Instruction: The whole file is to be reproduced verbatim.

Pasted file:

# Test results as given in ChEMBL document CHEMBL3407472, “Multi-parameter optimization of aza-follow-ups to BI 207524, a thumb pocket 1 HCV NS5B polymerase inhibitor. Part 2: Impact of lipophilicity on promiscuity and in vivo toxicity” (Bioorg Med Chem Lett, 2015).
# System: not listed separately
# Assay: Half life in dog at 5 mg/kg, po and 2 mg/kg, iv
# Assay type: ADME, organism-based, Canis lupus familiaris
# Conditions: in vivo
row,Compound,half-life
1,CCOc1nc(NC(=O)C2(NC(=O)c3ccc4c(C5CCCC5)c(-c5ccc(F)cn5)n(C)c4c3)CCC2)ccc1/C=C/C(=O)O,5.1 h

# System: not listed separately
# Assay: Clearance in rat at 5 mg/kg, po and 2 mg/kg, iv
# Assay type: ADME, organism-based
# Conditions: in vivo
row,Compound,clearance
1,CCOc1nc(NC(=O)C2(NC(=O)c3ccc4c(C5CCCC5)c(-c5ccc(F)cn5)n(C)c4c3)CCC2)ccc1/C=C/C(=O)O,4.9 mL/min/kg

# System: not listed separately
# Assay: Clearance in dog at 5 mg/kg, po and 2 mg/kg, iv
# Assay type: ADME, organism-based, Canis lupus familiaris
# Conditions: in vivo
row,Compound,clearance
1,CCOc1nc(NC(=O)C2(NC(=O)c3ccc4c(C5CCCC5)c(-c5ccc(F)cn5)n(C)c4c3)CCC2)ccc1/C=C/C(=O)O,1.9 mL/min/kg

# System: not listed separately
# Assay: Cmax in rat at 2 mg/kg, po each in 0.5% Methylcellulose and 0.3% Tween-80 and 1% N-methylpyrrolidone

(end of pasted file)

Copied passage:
# Test results as given in ChEMBL document CHEMBL3407472, “Multi-parameter optimization of aza-follow-ups to BI 207524, a thumb pocket 1 HCV NS5B polymerase inhibitor. Part 2: Impact of lipophilicity on promiscuity and in vivo toxicity” (Bioorg Med Chem Lett, 2015).
# System: not listed separately
# Assay: Half life in dog at 5 mg/kg, po and 2 mg/kg, iv
# Assay type: ADME, organism-based, Canis lupus familiaris
# Conditions: in vivo
row,Compound,half-life
1,CCOc1nc(NC(=O)C2(NC(=O)c3ccc4c(C5CCCC5)c(-c5ccc(F)cn5)n(C)c4c3)CCC2)ccc1/C=C/C(=O)O,5.1 h

# System: not listed separately
# Assay: Clearance in rat at 5 mg/kg, po and 2 mg/kg, iv
# Assay type: ADME, organism-based
# Conditions: in vivo
row,Compound,clearance
1,CCOc1nc(NC(=O)C2(NC(=O)c3ccc4c(C5CCCC5)c(-c5ccc(F)cn5)n(C)c4c3)CCC2)ccc1/C=C/C(=O)O,4.9 mL/min/kg

# System: not listed separately
# Assay: Clearance in dog at 5 mg/kg, po and 2 mg/kg, iv
# Assay type: ADME, organism-based, Canis lupus familiaris
# Conditions: in vivo
row,Compound,clearance
1,CCOc1nc(NC(=O)C2(NC(=O)c3ccc4c(C5CCCC5)c(-c5ccc(F)cn5)n(C)c4c3)CCC2)ccc1/C=C/C(=O)O,1.9 mL/min/kg

# System: not listed separately
# Assay: Cmax in rat at 2 mg/kg, po each in 0.5% Methylcellulose and 0.3% Tween-80 and 1% N-methylpyrrolidone